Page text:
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Casey Scheld ReviewsGame ReviewsPC Reviews

Hot Pink Review

Official Score

Overall - 60%

60%

Hot Pink is an interesting take on the brick breaking formula, but the changes made are somewhat questionable. Those looking for something new in the space might get a kick out of its procedurally generated levels, but most will likely go back to Breakout or Arkanoid for their fix.

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Hot Pink is not just the name of a fashionable lipstick color; it’s also the name of Wildgrass’ new brick breaking title. Promising procedurally generated levels and high scores, should you replace your diet of Breakout and Arkanoid with this newcomer?

Hot Pink Review

The goal of Hot Pink is simple: break as many blocks as possible and get a high score. However, there are some new variables thrown into the mix. Unlike similar titles, everything is procedurally generated, meaning that no two playthroughs are the same. This is both a blessing and a curse – while it’s nice that things are always unique, there are no standout stages because of it. As a result, everything starts to run together after a while.

In addition, a game over does not just come from losing your last ball to the abyss. Rather, all blocks are gradually moving downward. If one of these geometric shapes gets past you, your run has come to an end. Though this is an interesting change that forces players to be aware of their surroundings, it does not always work as it should. Angling shots, especially to targets that take multiple hits, can add a layer of stress to what would normally be a more casual romp.

Hot Pink - Gamers Heroes

Players won’t just be breaking your standard blocks either – some may explode, while others offer a multiball bonus. There are nowhere near as many power-ups as Arkanoid, but what is here is welcome.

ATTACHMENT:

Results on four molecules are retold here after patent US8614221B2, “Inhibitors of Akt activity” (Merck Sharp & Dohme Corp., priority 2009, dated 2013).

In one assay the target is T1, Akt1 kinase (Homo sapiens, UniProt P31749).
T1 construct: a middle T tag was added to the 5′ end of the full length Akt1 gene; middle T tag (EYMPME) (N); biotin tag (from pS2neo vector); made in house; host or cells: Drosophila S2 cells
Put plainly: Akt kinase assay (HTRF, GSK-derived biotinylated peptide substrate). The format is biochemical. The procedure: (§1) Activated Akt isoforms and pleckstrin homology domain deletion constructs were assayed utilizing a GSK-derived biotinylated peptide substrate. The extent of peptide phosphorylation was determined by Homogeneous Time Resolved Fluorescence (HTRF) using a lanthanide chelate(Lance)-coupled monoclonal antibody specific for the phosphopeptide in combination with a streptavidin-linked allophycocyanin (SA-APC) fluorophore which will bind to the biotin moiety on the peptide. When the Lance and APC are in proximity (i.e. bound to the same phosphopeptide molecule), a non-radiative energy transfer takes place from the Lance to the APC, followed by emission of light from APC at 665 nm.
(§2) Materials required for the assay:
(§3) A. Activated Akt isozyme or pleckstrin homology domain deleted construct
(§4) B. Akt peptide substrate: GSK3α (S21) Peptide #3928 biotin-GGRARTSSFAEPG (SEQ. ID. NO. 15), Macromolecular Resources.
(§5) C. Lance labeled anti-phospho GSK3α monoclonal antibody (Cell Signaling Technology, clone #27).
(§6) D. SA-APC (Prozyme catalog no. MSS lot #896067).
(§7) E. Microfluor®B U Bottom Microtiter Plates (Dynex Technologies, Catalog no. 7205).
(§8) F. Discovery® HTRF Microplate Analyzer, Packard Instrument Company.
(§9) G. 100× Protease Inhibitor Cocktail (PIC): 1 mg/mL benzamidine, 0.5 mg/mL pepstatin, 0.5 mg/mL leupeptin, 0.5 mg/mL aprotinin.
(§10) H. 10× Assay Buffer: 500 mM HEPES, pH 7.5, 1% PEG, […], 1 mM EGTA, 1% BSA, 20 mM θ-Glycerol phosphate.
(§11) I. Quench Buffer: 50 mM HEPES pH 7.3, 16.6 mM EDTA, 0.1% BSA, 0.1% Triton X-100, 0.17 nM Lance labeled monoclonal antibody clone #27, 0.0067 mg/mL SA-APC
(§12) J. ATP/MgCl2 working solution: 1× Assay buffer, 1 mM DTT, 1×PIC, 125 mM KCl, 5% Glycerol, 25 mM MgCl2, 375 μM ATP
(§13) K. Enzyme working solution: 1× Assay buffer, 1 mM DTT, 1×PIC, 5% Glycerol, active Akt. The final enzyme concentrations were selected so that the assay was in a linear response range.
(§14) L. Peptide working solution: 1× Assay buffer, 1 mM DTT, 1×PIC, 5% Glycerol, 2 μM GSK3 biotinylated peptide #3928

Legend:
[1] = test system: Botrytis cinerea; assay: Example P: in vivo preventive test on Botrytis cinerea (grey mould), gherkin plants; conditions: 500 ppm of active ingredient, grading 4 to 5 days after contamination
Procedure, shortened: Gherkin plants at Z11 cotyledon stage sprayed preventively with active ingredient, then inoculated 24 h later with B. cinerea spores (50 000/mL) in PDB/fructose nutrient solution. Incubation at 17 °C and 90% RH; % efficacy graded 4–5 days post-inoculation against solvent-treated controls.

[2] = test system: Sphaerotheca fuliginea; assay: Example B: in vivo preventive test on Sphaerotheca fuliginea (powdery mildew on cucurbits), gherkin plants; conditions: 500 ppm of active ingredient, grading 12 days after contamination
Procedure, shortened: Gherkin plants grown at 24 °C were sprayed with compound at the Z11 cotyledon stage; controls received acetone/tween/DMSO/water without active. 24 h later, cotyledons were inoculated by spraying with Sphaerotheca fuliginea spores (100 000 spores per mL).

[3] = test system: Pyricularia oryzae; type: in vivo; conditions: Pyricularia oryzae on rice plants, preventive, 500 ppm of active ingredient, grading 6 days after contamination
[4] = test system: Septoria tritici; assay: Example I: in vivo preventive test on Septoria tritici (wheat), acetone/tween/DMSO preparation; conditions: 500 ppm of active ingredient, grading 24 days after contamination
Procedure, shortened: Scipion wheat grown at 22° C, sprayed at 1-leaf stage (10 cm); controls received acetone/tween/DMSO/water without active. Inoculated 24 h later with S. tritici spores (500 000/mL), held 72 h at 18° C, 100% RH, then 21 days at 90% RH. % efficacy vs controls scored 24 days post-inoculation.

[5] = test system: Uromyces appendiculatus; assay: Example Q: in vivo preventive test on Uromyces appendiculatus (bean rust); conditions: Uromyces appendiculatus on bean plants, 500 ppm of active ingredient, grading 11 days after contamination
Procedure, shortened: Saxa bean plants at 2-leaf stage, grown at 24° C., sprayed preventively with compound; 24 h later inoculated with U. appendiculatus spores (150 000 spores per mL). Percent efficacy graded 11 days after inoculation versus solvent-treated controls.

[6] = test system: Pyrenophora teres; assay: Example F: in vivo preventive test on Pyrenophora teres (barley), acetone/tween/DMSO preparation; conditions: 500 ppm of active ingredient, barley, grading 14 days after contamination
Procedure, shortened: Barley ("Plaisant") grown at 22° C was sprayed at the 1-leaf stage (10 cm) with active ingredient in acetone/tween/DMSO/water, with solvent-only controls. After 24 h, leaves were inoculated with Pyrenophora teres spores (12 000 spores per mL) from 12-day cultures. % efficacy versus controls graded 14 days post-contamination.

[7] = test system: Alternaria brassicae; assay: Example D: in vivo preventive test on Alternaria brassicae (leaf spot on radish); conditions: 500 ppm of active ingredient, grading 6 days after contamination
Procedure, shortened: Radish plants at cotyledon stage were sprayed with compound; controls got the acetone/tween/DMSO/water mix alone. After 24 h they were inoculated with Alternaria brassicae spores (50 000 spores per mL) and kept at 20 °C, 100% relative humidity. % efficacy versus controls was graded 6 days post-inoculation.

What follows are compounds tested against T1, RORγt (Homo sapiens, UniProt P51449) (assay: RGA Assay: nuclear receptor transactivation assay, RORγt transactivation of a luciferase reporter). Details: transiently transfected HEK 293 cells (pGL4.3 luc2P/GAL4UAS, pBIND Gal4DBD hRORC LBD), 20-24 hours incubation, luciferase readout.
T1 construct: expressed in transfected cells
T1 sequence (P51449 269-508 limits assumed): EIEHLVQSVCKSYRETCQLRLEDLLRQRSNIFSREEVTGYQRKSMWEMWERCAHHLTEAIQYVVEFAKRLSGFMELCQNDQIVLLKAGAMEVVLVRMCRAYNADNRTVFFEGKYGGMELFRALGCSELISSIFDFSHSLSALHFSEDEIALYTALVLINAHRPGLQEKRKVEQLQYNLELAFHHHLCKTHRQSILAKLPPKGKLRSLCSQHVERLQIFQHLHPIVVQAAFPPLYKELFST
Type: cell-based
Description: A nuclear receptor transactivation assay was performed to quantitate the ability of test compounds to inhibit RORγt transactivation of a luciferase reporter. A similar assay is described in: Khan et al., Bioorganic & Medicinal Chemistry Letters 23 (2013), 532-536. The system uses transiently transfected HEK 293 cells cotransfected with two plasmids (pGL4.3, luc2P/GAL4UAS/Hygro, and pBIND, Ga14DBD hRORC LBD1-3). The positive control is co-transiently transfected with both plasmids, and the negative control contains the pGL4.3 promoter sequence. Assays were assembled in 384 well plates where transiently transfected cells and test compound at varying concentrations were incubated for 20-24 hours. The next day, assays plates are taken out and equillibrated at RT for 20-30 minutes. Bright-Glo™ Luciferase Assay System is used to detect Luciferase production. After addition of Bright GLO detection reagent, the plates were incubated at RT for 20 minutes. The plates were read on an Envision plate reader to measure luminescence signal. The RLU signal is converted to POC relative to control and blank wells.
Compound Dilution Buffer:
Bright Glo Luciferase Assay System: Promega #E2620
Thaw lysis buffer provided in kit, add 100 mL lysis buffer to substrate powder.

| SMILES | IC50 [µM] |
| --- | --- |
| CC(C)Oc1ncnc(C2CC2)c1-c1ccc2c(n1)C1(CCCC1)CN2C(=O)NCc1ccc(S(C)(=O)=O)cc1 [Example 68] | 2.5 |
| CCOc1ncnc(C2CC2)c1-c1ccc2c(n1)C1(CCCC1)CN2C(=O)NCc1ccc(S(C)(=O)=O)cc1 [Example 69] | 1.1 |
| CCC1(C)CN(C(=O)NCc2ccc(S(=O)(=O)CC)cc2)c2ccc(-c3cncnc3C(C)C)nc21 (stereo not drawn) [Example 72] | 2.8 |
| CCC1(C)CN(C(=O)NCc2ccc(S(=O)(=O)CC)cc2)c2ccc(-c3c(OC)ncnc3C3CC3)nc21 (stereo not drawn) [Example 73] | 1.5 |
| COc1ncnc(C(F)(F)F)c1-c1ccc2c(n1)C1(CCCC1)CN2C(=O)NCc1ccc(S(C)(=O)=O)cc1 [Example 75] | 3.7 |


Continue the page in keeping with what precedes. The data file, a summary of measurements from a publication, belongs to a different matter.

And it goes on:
Those looking to boost their score can take on a number of challenges that Hot Pink has to offer. Divvied up into “Cool,” “Mild,” and “Spicy” categories, they task players with hitting the ball with the paddle a certain amount of times, not hitting the paddle for a set amount of time, and more. The number of challenges is never-ending, and they help to spice each run up.

Despite only having one life to work with, players can experience a slow motion bullet-time effect when the ball is about to exit the field of play. This feels almost too easy, but a number of people will likely appreciate the feature.

Each run is thrown up on a leaderboard, which is divided up globally and among friends. Each playthrough is tracked on a graph too, so data junkies looking to get better can see how they are doing in the grand scheme of things.

Hot Pink is an interesting take on the brick breaking formula, but the changes made are somewhat questionable. Those looking for something new in the space might get a kick out of its procedurally generated levels, but most will likely go back to Breakout or Arkanoid for their fix.

This review of Hot Pink was done on the PC. A digital copy was purchased.
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Casey Scheld

Drawn to the underground side of gaming, Casey helps the lesser known heroes of video games. If you’ve never heard of it, he’s mastered it.
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